The city of Danville, Virginia, has secured a major development project from Caesars as it received overwhelming support in a referendum held alongside the Presidential election, the results of which are still being disputed. The City Council formalized its intentions to move forward with the project on Monday when it certified the results of the vote, Virginia’s WSLS 10 reports.
The complex will include a casino and resort on the site of the former Dan River Mills Schoolfield complex. It will feature a hotel with at least 300 rooms, a spa, fitness center, pool as well as a 35,000-square foot conference center and a 2,500-seat entertainment hall. The casino will include various gaming devices, poker tables, table games and a sportsbook.
City Council already at Work to Push Project Forward
According to Caesars strategist Tony Rodio, the groundbreaking ceremony will take place toward the end of 2020 or in early 2021 and the project should be completed by the fall of 2023. Administrative work has already begun as city staff expected a positive outcome of the referendum and wanted to get a head start, City Manager Ken Larking said.
The City Council approved the project back in September but needed the blessing of Danville’s citizens. Mayor Alonzo Jones commented that he was glad the decision was left to the people so there would be no suspicions about backroom deals. “We’re really proud that we were able to after all the hard work, put it back in the hands of the citizens and the citizens have voted and stated that they want a casino here in Danville,” Jones said.
Caesars to Pour Millions into Local Economy
Under the project, Caesars will pay $15 million to the city upfront and a committee is already at work trying to figure out how to spend the money. The total investment will amount to $400 million, ABC 13 News reports.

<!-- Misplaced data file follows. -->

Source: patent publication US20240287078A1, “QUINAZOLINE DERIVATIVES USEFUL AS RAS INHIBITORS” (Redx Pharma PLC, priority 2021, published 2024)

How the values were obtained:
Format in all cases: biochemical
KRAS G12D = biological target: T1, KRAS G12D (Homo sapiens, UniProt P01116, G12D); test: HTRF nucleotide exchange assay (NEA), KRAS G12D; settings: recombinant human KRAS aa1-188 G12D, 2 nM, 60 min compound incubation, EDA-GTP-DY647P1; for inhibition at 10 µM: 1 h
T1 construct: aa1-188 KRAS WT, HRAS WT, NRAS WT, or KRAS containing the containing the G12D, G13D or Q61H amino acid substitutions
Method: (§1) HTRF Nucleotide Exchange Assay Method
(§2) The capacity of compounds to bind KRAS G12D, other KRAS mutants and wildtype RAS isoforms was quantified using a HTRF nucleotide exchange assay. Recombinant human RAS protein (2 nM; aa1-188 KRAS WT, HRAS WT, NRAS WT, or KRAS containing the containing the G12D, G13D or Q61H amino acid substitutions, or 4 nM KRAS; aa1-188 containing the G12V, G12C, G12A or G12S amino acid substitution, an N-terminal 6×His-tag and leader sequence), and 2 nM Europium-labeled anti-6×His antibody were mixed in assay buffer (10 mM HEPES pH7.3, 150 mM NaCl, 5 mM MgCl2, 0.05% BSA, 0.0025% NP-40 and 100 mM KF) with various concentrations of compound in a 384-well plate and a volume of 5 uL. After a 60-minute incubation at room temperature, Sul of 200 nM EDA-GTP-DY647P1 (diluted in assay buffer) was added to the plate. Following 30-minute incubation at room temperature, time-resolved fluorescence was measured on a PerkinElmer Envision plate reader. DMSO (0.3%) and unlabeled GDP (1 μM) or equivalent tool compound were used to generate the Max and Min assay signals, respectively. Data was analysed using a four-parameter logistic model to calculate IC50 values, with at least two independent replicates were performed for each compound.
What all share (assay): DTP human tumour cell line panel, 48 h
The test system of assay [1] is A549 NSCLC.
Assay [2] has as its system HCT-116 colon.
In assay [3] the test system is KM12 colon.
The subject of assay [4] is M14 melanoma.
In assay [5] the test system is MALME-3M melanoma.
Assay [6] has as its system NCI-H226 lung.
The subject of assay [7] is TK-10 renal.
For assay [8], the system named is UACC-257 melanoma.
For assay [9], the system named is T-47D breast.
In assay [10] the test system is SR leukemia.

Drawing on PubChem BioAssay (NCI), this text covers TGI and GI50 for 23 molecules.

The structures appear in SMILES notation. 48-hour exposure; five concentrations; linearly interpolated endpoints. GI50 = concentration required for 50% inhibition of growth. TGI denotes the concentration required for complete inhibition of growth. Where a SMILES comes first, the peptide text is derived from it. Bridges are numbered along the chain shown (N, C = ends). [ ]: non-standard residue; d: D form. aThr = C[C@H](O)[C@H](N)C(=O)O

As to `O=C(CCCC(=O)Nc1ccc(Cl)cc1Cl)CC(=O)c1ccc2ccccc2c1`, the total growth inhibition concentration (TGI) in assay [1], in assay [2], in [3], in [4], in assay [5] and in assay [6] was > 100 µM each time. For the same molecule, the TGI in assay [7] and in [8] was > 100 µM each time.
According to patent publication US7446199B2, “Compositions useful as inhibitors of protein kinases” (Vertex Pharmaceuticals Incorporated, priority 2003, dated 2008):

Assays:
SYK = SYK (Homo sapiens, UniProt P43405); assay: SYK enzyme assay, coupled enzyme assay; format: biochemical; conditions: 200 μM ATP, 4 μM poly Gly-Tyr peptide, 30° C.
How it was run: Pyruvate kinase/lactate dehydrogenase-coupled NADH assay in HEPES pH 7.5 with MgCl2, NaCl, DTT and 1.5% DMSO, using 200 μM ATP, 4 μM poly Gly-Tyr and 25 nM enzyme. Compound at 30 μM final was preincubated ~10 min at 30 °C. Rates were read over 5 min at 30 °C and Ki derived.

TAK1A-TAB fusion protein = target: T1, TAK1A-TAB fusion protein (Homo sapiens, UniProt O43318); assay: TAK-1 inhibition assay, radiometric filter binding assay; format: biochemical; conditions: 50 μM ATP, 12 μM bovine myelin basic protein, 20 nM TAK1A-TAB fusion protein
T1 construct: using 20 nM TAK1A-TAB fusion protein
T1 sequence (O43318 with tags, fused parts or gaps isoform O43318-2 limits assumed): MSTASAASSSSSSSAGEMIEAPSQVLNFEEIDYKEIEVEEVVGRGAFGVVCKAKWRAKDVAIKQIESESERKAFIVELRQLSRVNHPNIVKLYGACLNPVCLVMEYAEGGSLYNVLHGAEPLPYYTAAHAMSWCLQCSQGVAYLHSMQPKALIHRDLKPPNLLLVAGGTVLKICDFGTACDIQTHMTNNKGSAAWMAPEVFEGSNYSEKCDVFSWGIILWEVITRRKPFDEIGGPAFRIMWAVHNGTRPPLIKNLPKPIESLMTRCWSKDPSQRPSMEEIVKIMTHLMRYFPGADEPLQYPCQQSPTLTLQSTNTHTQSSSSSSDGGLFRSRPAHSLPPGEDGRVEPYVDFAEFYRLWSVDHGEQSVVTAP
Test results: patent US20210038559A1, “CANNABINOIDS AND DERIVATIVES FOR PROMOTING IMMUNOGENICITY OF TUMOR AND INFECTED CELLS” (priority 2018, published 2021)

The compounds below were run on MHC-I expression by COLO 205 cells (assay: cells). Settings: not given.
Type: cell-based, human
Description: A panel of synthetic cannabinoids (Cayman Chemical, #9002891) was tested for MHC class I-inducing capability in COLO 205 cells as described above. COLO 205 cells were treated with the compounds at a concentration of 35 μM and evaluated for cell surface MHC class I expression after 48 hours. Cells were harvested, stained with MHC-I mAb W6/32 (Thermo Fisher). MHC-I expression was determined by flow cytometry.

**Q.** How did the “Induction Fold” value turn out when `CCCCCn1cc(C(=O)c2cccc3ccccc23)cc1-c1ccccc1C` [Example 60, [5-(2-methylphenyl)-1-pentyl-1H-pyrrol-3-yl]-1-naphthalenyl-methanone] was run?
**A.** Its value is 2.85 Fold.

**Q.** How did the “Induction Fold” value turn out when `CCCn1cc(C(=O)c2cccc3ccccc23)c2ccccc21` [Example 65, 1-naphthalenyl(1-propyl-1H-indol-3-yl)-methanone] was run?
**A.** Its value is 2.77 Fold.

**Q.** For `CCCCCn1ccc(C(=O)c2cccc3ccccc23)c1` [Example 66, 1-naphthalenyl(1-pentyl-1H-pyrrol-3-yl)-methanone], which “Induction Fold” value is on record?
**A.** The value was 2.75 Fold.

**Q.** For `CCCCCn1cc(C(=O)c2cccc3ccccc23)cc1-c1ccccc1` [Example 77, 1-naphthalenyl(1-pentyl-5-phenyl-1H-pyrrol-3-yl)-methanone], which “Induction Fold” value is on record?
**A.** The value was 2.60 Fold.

The development will create 900 construction-related jobs until completion and once the resort opens, it will provide more than 1,300 full-time equivalent positions paying an average of $50,000 a year. Under the development agreement, the casino chain will pay Danville a percentage of gaming fees amounting to no less than $5 million a year. The resort is also expected to give a boost to local tourism. Caesars has pledged to engage heavily with the local community and small businesses and will incorporate its “Caesars Rewards” program in the city.
Mayor Jones made a point to reassure those who voted against the project that their concerns will be taken into account. “And I think once the citizens see more of that, I think those that voted no will feel a little bit more reassured in regards to, basically what I think is one of the biggest things is a crime,” Jones said.